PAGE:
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Mego Monster
Oct 7, '20, 10:53 AM
Been coming across a few vintage phasers that are discolored and yellowed. Is there a way to restore these to their original color?

Liu Bei
Oct 8, '20, 11:02 AM
Put them in a small, clear jar of hydrogen peroxide and let them sit in the sun all day.

It can be done with just sunlight, but the peroxide makes the process work faster. The stronger the peroxide, the faster the results.

It works on all plastics.

Mego Monster
Oct 8, '20, 1:13 PM
Thanks!

TrekStar
Oct 8, '20, 5:51 PM
That’s some interesting information, I have a few discolored vintage phasers so I’ll have to try this.
I had painted over a couple with the exact same color, it worked but it’s been awhile since, and I have a couple more that are discolored so I’ll try the hydrogen peroxide trick, thanks.

Liu Bei
Oct 9, '20, 4:43 PM
Good luck with it, guys. Let me know how it turns out. I’ve done this to de-yellow video game consoles and cartridges, vintage Star Wars stormtroopers, and so on.

Solid colored plastics work best. I don’t recommend it on any plastics that have been painted.

PNGwynne
Oct 10, '20, 9:16 AM
I read of a related method using peroxide paste from beauty suppliers. I was thinking of trying it on my Clash of the Titans Pegasus.

Liu Bei
Oct 10, '20, 11:12 AM
I read of a related method using peroxide paste from beauty suppliers. I was thinking of trying it on my Clash of the Titans Pegasus.

I think you’re referring to Salon Care 40, which is a higher concentration of peroxide. If you do it, use the liquid form not the cream/paste. The cream has to be applied with a paint brush and the the item wrapped in Saran Wrap. The problem is you risk streaks and blotches where the cream was thicker/thinner in certain areas. You get perfect results every time if you just use the liquid.

That said, pure UV sunlight will also usually do the trick, it just takes longer.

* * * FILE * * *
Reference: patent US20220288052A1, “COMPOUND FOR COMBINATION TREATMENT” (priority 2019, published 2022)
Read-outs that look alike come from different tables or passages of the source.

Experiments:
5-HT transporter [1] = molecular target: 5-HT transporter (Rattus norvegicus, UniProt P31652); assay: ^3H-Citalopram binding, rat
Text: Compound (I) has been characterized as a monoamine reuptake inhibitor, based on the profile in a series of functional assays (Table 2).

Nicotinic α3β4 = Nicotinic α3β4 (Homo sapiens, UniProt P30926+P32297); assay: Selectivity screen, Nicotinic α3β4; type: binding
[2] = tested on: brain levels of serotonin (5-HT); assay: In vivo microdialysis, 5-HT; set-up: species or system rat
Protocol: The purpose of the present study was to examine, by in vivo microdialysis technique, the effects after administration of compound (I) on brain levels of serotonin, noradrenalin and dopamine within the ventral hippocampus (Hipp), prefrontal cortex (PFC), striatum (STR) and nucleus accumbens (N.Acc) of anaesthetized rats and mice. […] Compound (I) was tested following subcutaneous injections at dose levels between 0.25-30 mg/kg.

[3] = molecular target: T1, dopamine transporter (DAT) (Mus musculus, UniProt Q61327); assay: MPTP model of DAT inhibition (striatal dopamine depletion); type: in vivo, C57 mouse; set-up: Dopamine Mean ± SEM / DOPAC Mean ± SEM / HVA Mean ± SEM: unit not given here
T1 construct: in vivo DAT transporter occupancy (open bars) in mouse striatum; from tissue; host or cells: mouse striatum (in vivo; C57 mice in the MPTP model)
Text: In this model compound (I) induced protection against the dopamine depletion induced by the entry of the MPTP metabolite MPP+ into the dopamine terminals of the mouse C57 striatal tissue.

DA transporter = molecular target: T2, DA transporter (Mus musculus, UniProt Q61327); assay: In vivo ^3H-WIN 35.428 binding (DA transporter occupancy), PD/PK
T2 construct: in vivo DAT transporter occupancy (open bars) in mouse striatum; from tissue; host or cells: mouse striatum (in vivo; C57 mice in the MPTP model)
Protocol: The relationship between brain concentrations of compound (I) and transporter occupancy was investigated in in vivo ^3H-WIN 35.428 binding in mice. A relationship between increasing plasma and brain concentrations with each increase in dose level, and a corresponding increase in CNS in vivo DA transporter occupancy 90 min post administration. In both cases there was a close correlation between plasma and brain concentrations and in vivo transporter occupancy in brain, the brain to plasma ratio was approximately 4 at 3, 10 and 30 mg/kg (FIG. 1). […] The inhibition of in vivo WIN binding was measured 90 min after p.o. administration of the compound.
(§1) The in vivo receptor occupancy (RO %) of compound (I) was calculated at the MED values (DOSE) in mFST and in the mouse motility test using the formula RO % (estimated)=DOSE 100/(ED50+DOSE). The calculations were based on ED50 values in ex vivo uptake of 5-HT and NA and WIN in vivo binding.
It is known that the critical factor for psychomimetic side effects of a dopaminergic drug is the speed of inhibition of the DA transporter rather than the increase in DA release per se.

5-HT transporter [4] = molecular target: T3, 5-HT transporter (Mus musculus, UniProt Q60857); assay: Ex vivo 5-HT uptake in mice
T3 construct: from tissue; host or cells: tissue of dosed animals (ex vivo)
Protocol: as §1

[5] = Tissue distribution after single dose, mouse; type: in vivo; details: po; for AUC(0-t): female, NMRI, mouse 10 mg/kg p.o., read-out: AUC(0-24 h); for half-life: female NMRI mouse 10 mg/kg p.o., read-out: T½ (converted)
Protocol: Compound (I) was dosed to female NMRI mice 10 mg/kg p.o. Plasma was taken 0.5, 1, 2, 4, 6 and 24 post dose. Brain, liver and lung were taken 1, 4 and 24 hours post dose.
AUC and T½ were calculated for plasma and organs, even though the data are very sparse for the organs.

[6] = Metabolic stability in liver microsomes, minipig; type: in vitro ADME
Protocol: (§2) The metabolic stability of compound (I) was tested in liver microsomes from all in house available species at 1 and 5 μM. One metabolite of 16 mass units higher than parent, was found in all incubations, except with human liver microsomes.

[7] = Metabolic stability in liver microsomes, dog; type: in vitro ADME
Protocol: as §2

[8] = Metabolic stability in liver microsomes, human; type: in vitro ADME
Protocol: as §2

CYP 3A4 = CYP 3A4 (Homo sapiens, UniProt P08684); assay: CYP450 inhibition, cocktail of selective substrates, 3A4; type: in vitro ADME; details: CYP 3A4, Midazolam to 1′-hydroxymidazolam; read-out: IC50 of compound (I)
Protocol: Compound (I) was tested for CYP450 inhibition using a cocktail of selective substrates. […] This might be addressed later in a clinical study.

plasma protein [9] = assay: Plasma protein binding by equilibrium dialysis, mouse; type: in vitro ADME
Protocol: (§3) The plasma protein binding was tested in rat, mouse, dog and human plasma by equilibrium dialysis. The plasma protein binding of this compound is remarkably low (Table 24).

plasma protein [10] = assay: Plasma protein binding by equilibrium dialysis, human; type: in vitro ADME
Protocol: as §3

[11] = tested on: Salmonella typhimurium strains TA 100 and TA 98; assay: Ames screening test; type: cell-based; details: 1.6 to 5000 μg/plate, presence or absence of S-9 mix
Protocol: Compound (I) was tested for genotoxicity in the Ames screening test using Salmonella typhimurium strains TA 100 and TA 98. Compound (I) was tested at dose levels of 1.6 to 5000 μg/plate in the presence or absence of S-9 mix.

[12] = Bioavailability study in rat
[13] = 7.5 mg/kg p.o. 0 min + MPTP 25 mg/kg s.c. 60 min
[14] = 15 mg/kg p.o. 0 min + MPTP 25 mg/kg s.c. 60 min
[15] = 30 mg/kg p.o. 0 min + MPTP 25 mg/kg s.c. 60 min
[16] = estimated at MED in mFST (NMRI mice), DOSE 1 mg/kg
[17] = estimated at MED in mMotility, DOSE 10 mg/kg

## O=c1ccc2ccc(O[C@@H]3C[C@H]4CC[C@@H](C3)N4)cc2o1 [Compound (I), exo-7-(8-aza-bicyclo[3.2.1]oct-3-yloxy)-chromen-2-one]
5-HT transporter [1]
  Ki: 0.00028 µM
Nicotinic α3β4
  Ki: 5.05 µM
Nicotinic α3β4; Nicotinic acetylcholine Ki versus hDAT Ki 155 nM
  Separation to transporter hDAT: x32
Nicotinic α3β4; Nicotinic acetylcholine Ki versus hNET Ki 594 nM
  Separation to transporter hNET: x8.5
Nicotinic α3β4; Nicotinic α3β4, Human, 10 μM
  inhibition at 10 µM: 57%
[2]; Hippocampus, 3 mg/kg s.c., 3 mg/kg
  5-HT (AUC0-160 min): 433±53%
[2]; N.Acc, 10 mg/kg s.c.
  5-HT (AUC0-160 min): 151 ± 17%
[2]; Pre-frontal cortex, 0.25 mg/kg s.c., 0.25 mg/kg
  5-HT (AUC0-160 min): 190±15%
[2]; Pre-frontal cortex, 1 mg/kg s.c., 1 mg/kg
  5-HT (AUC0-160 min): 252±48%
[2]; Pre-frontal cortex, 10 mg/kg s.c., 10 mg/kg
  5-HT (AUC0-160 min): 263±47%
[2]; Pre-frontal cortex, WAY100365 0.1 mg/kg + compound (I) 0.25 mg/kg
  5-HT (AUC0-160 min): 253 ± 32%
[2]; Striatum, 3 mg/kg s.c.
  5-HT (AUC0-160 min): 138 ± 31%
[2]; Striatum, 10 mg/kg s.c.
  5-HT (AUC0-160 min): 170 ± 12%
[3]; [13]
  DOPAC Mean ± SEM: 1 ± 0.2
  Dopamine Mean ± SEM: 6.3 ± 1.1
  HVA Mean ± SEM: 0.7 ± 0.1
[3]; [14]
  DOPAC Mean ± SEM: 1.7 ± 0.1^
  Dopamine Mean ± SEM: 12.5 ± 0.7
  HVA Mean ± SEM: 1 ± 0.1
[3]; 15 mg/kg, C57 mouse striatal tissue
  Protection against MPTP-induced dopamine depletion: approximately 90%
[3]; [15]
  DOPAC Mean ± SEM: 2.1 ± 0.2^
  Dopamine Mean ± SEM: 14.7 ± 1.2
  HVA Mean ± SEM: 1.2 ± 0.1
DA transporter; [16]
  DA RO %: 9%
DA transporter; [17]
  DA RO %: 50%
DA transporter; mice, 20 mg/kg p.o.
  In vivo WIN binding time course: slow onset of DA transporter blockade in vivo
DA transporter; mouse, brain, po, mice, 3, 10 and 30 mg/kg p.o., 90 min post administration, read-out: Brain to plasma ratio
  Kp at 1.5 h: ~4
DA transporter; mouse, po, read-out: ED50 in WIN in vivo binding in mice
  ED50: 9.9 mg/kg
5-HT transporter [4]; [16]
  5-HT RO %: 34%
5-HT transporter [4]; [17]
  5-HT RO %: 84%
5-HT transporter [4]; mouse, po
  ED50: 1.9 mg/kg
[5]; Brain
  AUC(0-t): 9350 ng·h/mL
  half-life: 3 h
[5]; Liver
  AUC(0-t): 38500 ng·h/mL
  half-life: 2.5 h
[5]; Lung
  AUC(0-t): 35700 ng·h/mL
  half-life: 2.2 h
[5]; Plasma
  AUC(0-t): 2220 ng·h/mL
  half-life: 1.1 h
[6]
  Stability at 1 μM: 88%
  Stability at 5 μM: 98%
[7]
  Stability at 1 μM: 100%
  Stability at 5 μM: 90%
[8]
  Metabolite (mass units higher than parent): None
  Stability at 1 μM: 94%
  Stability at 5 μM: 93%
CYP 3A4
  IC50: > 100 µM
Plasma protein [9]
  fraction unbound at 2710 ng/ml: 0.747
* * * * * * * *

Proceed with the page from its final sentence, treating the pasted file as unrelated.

Shermanator
Oct 10, '20, 2:48 PM
I used the "retrobrite" process using Salon Care 40 plus cling wrap plus sunlight on the interior of a Tonka Hummer scaled for 12 inch figures Here are before & after pics:

Before:

http://megomuseum.com/community/attachment.php?attachmentid=28905&d=1602357846

After:

http://megomuseum.com/community/attachment.php?attachmentid=28906&d=1602357894

Steve

PNGwynne
Oct 10, '20, 3:45 PM
Nice, considering how difficult & expensive it would be to immerse larger pieces.

How long did that take?

Liu Bei
Oct 10, '20, 5:21 PM
I used the "retrobrite" process using Salon Care 40 plus cling wrap plus sunlight on the interior of a Tonka Hummer scaled for 12 inch figures Here are before & after pics:

Before:

http://megomuseum.com/community/attachment.php?attachmentid=28905&d=1602357846

After:

http://megomuseum.com/community/attachment.php?attachmentid=28906&d=1602357894

Steve

It looks splotchy from the pics, but that may be the lighting. How did it look in person? Were you happy with the results?

I’ve retrobrited a ton of stuff over the years, and never had the same success with the cream as the liquid. I got lucky using the cream on a Real Ghostbusters Ecto-1, but had disappointing results on everything else I’ve tried it with.

I’d recommend anyone wanting to try this stuff out run some experiments with old toys or electronics you don’t care much about to figure out a process you’re happy with before using it on something more important.

Shermanator
Oct 11, '20, 7:44 AM
Nice, considering how difficult & expensive it would be to immerse larger pieces.

How long did that take?

I left these pieces out in the sun for about 4 hours. To Liu Bei's point, it removed about 99% of the discoloration. There were a couple spots where I didn't spread the cream, like the top of the seat backs near the head rests, but otherwise looks very good in person. I'm not opposed to using the liquid, but all I had at the time is the cream version. When I first learned about the process I saw it done with the cream so that's what I bought. Didn't know the liquid existed at the time.

PNGwynne
Oct 11, '20, 8:34 AM
Thanks, good to know.

actjac01
Jan 10, '21, 9:19 AM
Would this method work on vinyl heads to de-gray them? Just curious...

PNGwynne
Jan 10, '21, 9:35 AM
Hmm. I don't see how it could. As far as I know, degraying a head involves adding back in some surface color to help correct the deterioration/migration of the vinyl colorant.

Peroxide wouldn't do that.